By David James
In May 2013, the Pensions Bill was introduced into the House of Commons. This set out proposed changes to the state pension.
The main impact of the Bill related to the introduction of a single tier state pension which would provide a flat rate of £144 per week from April 2016.
The Bill is likely to be given Royal Assent this spring and it is pertinent now to consider its likely impact. If the law is changed, as proposed, it will no longer be possible for those reaching state pension age after April 2016 to substitute their national insurance records for that of their former spouse. Presently, it is possible on divorce for a spouse, usually the wife, to substitute her National Insurance records for that of her former spouse if they have made greater contributions. The effect of this is that it ensures that both parties would have the same basic state pension on divorce.
However, if the law is changed it will have the effect that one party, usually the wife, will be left with a lower state pension income on retirement if they have taken time out to raise a family.
The proposed changes have been justified by the government on the basis of inequalities in the existing system, including concerns that some groups, in particular women who are usually the homemaker and child rearer, have less opportunity to save for a decent income in retirement. However, the proposed changes risk increasing such inequalities in the event of divorce as pensioners would be treated as individuals and the focus would be on each person’s national insurance contributions, rather than viewing them as couples who have worked together for a common interest.
How does this affect people divorcing now or in the future?
Presently, there can be a pension sharing order in relation to the additional state pension but not in relation to the basic state pension. If there is an additional state pension sharing order in place prior to implementation of the Act then this will be honoured although it will be important to ensure that the pension sharing orders are in place prior to the implementation of the act (likely to be April 2017).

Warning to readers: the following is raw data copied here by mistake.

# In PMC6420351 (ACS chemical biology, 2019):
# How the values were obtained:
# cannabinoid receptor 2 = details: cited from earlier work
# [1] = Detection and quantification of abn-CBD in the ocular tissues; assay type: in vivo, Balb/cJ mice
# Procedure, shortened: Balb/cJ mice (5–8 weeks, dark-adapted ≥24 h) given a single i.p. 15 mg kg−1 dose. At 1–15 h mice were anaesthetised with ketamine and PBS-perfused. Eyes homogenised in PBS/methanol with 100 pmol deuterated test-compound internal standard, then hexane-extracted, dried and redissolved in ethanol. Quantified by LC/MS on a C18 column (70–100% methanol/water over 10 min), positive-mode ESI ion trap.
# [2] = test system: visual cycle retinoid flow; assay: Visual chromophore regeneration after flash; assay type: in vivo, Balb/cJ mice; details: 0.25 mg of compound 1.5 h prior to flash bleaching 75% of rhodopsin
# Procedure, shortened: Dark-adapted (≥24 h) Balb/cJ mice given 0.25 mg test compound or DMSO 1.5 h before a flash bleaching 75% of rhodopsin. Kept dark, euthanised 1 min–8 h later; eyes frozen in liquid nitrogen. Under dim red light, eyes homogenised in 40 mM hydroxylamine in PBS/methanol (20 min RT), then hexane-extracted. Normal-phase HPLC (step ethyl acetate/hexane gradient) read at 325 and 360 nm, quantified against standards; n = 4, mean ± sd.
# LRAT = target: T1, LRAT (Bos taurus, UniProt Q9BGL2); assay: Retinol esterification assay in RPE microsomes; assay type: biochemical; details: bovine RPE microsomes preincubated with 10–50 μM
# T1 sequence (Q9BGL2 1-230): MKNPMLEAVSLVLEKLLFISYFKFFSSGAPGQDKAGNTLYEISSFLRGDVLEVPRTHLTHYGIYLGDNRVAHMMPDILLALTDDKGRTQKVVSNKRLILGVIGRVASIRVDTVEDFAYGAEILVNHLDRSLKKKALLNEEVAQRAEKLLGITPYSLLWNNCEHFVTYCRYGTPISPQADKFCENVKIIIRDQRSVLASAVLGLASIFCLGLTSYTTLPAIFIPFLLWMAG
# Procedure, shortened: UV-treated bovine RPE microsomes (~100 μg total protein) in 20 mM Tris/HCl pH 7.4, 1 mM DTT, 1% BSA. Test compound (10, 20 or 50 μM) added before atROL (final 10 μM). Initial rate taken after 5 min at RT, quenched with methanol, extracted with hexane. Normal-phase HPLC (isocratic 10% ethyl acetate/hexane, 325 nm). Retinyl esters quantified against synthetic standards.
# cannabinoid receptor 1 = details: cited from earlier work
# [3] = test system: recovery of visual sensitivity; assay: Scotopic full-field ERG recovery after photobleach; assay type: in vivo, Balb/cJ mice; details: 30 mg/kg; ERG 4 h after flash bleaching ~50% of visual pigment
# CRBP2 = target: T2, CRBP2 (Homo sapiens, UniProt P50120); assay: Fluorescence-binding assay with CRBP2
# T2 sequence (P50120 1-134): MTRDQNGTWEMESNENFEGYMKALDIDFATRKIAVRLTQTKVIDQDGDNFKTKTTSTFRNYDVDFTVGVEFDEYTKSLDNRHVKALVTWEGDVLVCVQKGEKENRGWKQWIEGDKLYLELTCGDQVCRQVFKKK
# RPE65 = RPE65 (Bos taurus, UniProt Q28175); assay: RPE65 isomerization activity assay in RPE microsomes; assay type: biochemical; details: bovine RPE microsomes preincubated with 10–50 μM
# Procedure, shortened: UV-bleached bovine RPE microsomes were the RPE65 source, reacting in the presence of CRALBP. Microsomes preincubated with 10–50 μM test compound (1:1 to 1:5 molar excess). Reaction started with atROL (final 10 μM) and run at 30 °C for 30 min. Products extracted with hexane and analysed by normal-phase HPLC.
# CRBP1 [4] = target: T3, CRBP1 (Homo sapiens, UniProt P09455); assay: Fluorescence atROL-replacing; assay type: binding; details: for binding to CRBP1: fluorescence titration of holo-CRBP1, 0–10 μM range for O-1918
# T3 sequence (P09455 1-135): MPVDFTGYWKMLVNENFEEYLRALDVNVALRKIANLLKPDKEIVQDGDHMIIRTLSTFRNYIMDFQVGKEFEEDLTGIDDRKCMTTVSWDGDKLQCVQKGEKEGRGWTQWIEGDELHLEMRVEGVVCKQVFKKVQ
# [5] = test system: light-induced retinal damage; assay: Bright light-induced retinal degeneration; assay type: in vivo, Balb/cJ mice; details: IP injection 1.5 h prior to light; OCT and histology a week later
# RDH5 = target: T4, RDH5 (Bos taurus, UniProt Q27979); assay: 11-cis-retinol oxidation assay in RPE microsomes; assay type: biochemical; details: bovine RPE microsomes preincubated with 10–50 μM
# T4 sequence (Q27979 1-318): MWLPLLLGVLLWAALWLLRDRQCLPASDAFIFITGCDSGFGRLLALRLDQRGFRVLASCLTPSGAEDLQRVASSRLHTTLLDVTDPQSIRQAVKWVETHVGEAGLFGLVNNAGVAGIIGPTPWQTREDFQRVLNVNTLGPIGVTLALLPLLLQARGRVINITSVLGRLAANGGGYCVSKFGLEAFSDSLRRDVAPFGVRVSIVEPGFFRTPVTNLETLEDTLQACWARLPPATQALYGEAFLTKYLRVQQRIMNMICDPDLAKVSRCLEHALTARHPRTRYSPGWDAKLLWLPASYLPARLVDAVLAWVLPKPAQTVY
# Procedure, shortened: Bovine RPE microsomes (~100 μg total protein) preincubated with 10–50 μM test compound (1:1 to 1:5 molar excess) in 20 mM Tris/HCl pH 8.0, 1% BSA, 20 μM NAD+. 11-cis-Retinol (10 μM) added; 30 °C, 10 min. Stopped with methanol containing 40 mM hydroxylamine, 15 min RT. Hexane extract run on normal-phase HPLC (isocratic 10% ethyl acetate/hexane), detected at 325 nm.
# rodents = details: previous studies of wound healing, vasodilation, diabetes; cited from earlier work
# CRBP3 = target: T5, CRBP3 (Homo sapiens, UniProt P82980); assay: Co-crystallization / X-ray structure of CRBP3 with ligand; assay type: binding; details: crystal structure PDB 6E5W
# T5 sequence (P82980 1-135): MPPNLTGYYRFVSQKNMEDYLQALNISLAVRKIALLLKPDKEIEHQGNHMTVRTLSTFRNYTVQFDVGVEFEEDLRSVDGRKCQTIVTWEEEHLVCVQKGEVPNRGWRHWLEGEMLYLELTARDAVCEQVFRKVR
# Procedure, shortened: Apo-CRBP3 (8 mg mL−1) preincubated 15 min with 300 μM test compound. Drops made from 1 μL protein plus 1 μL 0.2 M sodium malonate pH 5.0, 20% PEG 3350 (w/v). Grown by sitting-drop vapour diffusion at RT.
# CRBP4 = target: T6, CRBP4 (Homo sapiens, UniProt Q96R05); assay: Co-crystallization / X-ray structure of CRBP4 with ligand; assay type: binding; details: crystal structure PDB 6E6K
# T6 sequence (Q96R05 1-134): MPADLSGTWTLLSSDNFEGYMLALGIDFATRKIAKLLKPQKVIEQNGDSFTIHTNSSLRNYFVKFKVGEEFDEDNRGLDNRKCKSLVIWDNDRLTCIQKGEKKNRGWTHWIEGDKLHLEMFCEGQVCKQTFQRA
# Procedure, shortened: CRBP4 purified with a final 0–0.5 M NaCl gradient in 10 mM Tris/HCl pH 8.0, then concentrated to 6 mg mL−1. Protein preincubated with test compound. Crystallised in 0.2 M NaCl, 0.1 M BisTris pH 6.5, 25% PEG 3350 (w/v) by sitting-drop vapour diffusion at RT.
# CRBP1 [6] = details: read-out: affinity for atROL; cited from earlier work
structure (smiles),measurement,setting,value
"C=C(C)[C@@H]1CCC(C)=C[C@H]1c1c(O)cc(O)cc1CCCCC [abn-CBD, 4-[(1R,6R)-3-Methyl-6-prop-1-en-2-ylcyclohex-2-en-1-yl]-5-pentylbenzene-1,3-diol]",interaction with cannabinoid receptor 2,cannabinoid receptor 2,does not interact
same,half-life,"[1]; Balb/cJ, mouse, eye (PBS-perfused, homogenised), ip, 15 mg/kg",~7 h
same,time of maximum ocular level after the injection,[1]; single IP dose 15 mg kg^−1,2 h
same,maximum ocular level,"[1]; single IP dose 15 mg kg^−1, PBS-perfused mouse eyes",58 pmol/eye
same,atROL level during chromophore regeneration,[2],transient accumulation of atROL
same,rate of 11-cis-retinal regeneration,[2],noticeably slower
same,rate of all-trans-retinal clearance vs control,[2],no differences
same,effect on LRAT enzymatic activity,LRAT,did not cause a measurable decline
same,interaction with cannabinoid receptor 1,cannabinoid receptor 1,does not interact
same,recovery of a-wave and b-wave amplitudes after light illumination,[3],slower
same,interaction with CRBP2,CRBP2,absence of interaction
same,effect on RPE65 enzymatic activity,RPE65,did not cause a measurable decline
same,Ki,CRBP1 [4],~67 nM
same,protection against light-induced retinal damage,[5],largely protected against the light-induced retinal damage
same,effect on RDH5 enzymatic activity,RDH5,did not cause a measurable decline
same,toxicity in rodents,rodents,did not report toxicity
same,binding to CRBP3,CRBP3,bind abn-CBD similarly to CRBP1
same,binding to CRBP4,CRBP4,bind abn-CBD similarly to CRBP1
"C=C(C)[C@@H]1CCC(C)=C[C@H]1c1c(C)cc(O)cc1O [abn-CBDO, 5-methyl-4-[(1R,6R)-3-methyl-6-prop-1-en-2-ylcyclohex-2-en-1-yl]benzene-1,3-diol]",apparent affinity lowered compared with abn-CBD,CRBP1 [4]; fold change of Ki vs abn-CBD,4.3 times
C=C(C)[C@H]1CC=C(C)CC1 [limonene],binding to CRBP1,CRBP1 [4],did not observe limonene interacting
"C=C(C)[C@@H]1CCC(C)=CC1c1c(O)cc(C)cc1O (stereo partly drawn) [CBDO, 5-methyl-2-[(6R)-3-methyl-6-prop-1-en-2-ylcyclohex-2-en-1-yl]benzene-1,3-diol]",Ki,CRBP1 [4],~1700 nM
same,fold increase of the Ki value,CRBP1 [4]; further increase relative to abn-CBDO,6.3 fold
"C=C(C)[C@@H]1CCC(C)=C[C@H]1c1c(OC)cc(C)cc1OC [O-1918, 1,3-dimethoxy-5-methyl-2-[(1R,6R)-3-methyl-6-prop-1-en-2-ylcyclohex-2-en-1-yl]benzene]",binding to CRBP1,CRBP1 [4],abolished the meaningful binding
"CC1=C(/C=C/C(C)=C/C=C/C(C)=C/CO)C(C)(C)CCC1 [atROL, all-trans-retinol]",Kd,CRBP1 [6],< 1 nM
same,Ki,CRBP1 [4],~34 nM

What steps can be taken now?
Expert advice is required on how to address any significant disparity in the value of private pensions of a husband and wife, which is a relatively common scenario. There is existing legislation in place which allows for such pensions to be shared between divorcing couples. Following implementation of this Act however, matrimonial lawyers will need to consider the disparity between the state pension entitlement of a husband and wife and how this should be factored into any overall financial settlement. This does however assume that there are other assets that can be used to compensate the disadvantaged spouse on divorce.
A practical step that can be taken presently is for divorcing couples to complete and submit the form BR 19 to the Pension Service to obtain confirmation as to their state pension entitlement.
Overall, the proposed changes to the state pension may widen the gap between the retirement income of a husband and wife on divorce and this highlights the need for professional advice to ensure that a fair outcome is achieved.